What is abrasive wear & how it is measured?
Abrasion is a process of wearing something away and can often be classified as two or three-body. Two-body abrasive wear involves particles embedded in one surface ploughing into the other while three-body abrasive wear involves freely rolling particles removing material from one surface throughout the process.
We use a genuine Taber Abraser to test the ability of a material or a coating to resist abrasion. A flat specimen is mounted on to a turntable and is rotated at a known fixed speed resulting in wear tracks that can be profiled or evaluated for mass loss, or changes in appearance.
With a grit feed attachment we are also able to evaluate three body abrasion by introducing grit uniformly and continuously at a specific rate.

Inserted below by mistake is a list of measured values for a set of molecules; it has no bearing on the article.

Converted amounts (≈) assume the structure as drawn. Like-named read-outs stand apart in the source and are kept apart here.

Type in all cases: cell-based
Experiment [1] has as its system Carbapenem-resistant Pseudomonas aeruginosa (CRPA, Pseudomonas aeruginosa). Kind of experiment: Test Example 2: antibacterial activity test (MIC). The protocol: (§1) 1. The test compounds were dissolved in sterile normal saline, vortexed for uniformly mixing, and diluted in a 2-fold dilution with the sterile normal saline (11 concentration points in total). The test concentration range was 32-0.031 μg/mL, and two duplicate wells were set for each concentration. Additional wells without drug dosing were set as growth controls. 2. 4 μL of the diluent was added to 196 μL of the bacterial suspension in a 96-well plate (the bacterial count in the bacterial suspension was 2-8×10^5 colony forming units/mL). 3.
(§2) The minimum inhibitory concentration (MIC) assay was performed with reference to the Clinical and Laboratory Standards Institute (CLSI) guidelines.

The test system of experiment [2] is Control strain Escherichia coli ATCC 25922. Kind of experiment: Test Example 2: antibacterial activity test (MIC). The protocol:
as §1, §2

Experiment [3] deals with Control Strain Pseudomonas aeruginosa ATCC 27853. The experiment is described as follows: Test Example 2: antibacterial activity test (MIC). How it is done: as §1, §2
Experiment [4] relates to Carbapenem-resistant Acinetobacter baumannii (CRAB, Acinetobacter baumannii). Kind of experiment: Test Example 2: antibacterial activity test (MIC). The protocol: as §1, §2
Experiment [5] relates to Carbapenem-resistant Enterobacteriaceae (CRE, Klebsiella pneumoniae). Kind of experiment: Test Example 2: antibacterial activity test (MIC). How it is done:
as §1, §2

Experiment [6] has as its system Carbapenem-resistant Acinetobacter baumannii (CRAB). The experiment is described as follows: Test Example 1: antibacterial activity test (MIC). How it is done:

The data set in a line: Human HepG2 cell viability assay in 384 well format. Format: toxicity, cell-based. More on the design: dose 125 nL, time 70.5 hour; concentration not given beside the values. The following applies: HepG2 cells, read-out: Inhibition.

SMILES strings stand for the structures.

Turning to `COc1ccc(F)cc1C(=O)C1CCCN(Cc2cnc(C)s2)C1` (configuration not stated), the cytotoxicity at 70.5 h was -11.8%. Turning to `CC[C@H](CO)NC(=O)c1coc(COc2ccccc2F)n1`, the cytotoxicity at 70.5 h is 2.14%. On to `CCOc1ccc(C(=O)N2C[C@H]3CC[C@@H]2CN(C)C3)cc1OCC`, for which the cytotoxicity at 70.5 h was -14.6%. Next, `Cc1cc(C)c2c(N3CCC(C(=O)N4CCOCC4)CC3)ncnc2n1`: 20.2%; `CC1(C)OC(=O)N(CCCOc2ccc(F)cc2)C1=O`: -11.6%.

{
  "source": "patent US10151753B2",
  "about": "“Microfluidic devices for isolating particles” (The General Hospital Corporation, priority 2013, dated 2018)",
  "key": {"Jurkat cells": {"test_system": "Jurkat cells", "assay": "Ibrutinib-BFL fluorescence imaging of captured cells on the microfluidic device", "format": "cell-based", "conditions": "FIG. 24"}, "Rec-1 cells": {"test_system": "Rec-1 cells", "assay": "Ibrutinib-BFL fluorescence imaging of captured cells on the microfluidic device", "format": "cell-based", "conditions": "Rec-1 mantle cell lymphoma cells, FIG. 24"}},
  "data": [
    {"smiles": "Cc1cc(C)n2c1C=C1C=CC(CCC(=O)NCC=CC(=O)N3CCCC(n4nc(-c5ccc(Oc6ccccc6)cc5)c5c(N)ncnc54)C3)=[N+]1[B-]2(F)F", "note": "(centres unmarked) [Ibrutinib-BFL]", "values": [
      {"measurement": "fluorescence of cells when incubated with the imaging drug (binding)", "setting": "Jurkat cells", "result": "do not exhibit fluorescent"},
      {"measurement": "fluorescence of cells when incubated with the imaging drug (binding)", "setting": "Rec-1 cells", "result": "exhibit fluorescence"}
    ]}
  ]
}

We can determine the best abrasive wear resistant material or coating for your specific condition in accordance with ASTM D4060-19 and ASTM D1044-19.
Two genuine Taber abrasive wheels are lowered on to the surfaces at a specific pressure and as the specimen is rotated the wheels are driven in opposing directions forming wear (debris are removed by a vacuum). A circular pattern is formed on the sample which is designed to reveal the abrasion resistance at all angles.
The number of cycles to reach a specific condition can be determined or the wear pattern can be evaluated after a set number of cycles. Either way we have the facilities to carry out full evaluation after testing
There are various standard test methods that are used, the most common are:
- ASTM D4060 Standard Test Method for Abrasion Resistance of Organic Coatings by the Taber Abraser.
- BS ISO 9352 Plastics – Determination of Resistance to Wear by Abrasive Wheels.
The Taber Abraser can be used to test to many more standards, a full list can be found at the Taber Industries website.